I've been thinking this week about generations, of course. This was my first visit to one of my sons in a home he had made: not just a decorated dorm room but a living space arranged with another loved human being. And there was something so moving in that . . . in watching my son be a good man, a caretaker, a partner. It was yet another miracle, among the so many surprising miracles of life that I have never imagined.

Today I hope to find a small space for writing something that belongs to me.

Thursday, September 14, 2017

Sorry I didn't drop you a line yesterday. I had company in the morning, and a chimney sweep in the afternoon, and two tons of laundry and editorial duties in the interstices. The good news is that the chimney flue in the new house is lined and usable. The semi-bad news is that the woodstove is overfired junk. It's an ugly little chunk, so we're not heartbroken. But it might have been nice not to have to buy yet another expensive thing right away.

I am feeling kind of lonesome for my son and his girlfriend this morning. The three of us had such an extremely good time together in Chicago.

But enough of such repining. I have a book to edit.

Tuesday, September 12, 2017

Last Day of the Travelogue

Yesterday James took me to the studio where he works as a camera assistant for the NBC TV show Chicago Fire. The place is enormous, taking up at least two city blocks, and the surrounding streets are jammed with trucks, security, catering setups, trailers, not to mention many city emergency vehicles. The buildings we wandered through house the stages for both Chicago Fire and its sister show Chicago PD. We'd walk through what looked like a basic backstage area and then suddenly be in an enormous fake bar, or fake locker room, or fake hospital corridor, or fake bunk house, or fake police sergeant office. The difference between reality and fakery became difficult to determine. Unlike a theater set, a TV set has to mimic the tiny close-up details that a camera will catch. The sergeant's office walls have to have chips on the wall where the actor leans back in his desk chair during a scene. The interrogation room has to have rusty stains that might or might not be blood. I'd linger in one of these hyperrealistic rooms and then walk into the next one, also hyperrealistic, but this time filled with crew killing time between shots: say, lying around on the fake bunks or leaning up against the fake walls. I began to feel as if I were at Madame Tussaud's and the guards were playing "am I real or wax?" tricks on me.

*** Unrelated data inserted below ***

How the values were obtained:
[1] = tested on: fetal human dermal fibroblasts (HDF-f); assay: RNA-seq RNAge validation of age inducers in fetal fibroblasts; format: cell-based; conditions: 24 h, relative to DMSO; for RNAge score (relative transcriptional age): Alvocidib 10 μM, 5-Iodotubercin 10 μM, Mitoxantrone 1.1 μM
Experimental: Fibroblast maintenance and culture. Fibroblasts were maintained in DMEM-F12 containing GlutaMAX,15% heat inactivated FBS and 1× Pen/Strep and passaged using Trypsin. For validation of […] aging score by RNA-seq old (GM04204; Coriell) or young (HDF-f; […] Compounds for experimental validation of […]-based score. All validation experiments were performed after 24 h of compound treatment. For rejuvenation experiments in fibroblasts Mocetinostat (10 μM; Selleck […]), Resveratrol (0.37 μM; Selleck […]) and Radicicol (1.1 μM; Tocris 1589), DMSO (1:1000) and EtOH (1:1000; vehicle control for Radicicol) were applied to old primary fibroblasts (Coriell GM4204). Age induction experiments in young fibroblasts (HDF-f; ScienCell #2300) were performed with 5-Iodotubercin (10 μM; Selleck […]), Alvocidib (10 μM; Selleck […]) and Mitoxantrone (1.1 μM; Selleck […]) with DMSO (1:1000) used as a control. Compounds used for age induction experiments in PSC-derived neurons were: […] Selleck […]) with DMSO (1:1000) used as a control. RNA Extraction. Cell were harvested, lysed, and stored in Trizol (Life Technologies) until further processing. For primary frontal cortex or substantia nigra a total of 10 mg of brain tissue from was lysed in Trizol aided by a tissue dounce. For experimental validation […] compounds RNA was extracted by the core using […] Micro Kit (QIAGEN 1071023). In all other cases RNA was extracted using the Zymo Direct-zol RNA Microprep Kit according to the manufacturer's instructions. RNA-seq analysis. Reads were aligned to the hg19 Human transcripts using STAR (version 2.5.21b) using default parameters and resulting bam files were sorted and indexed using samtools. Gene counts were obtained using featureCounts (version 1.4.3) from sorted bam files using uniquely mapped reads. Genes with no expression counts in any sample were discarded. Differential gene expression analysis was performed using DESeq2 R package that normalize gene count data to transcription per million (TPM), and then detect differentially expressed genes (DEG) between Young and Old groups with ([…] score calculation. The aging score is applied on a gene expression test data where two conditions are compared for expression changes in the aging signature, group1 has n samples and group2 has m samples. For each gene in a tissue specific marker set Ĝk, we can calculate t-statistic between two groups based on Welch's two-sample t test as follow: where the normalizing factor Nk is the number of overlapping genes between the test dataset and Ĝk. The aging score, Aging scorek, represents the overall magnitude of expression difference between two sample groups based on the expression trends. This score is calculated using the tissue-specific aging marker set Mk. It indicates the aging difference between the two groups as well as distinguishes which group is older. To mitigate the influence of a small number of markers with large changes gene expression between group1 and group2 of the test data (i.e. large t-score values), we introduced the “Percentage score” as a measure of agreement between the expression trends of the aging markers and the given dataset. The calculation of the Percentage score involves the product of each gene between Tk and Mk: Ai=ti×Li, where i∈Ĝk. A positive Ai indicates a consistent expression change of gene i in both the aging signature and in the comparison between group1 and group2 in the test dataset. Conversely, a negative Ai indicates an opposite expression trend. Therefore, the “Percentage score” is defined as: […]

But everyone seems to love James, from his bosses to the catering staff, so that was of course delightful. He always has had the trick, ever since childhood, of knowing how to project public eagerness, curiosity, and good cheer. And the rest of his family has always been impressed and amazed, since we are not so good at that.

In so many ways, this whole trip has been a magical event for me. That noisy little get-into-everything boy has transformed into a smart, hardworking, funny, reliable, curious, and extremely loving man. How did I get to be so lucky to be his mother?

Monday, September 11, 2017

Yesterday we went to a circus and to three grocery stores, and then we made a long, involved snack meal of spring rolls and potato-kimchee salad and watermelon with mint and black pepper. And we talked and talked, and then we got dozy on the couch in front of Star Trek: The Next Generation.
My son's partner: People ask me, Is James really that sweet? And I say, Yes, he really is.  His whole family is that sweet.
James [smiling.] 
Me: [beaming.]
It was that kind of evening. I am very happy to be here.

On the docket today: a visit to my son's TV studio, a visit to the Museum of the History of Chicago, dinner at a Russian restaurant with my brother-in-law, who texted J to say he's in town for work. That was unexpected. Who knew coming to Chicago would end up being a family reunion?